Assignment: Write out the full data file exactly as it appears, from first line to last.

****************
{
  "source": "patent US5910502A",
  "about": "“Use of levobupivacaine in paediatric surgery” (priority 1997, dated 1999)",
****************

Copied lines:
{
  "source": "patent US5910502A",
  "about": "“Use of levobupivacaine in paediatric surgery” (priority 1997, dated 1999)",